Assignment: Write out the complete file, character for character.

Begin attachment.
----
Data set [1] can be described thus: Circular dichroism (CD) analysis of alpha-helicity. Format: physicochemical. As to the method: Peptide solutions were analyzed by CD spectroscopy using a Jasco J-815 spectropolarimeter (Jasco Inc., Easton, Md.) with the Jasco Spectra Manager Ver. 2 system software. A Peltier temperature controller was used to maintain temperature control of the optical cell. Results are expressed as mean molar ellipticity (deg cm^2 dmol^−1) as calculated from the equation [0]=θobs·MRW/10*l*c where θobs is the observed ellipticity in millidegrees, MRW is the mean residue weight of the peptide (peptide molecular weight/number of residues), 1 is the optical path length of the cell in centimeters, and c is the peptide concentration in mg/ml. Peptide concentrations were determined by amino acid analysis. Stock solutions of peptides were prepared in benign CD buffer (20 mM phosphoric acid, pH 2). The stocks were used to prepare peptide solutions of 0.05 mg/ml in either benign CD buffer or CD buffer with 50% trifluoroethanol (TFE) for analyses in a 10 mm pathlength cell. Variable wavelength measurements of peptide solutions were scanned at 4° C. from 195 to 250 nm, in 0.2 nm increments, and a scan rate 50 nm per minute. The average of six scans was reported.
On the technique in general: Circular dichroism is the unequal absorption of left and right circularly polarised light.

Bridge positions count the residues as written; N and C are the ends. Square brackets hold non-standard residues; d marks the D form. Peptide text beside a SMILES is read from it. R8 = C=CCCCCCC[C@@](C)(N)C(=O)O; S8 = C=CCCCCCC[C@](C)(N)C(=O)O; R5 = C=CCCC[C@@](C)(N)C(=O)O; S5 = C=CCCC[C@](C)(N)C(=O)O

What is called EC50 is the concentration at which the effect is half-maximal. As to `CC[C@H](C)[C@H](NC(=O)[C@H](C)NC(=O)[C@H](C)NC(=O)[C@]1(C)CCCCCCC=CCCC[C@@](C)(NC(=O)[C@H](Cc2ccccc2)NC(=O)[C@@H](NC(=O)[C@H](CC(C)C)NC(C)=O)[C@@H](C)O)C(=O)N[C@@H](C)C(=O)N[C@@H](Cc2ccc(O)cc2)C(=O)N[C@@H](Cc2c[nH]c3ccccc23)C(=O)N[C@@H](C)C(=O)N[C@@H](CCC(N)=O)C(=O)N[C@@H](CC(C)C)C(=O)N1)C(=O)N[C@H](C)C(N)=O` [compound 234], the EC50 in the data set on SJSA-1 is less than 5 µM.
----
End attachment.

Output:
Data set [1] can be described thus: Circular dichroism (CD) analysis of alpha-helicity. Format: physicochemical. As to the method: Peptide solutions were analyzed by CD spectroscopy using a Jasco J-815 spectropolarimeter (Jasco Inc., Easton, Md.) with the Jasco Spectra Manager Ver. 2 system software. A Peltier temperature controller was used to maintain temperature control of the optical cell. Results are expressed as mean molar ellipticity (deg cm^2 dmol^−1) as calculated from the equation [0]=θobs·MRW/10*l*c where θobs is the observed ellipticity in millidegrees, MRW is the mean residue weight of the peptide (peptide molecular weight/number of residues), 1 is the optical path length of the cell in centimeters, and c is the peptide concentration in mg/ml. Peptide concentrations were determined by amino acid analysis. Stock solutions of peptides were prepared in benign CD buffer (20 mM phosphoric acid, pH 2). The stocks were used to prepare peptide solutions of 0.05 mg/ml in either benign CD buffer or CD buffer with 50% trifluoroethanol (TFE) for analyses in a 10 mm pathlength cell. Variable wavelength measurements of peptide solutions were scanned at 4° C. from 195 to 250 nm, in 0.2 nm increments, and a scan rate 50 nm per minute. The average of six scans was reported.
On the technique in general: Circular dichroism is the unequal absorption of left and right circularly polarised light.

Bridge positions count the residues as written; N and C are the ends. Square brackets hold non-standard residues; d marks the D form. Peptide text beside a SMILES is read from it. R8 = C=CCCCCCC[C@@](C)(N)C(=O)O; S8 = C=CCCCCCC[C@](C)(N)C(=O)O; R5 = C=CCCC[C@@](C)(N)C(=O)O; S5 = C=CCCC[C@](C)(N)C(=O)O

What is called EC50 is the concentration at which the effect is half-maximal. As to `CC[C@H](C)[C@H](NC(=O)[C@H](C)NC(=O)[C@H](C)NC(=O)[C@]1(C)CCCCCCC=CCCC[C@@](C)(NC(=O)[C@H](Cc2ccccc2)NC(=O)[C@@H](NC(=O)[C@H](CC(C)C)NC(C)=O)[C@@H](C)O)C(=O)N[C@@H](C)C(=O)N[C@@H](Cc2ccc(O)cc2)C(=O)N[C@@H](Cc2c[nH]c3ccccc23)C(=O)N[C@@H](C)C(=O)N[C@@H](CCC(N)=O)C(=O)N[C@@H](CC(C)C)C(=O)N1)C(=O)N[C@H](C)C(N)=O` [compound 234], the EC50 in the data set on SJSA-1 is less than 5 µM.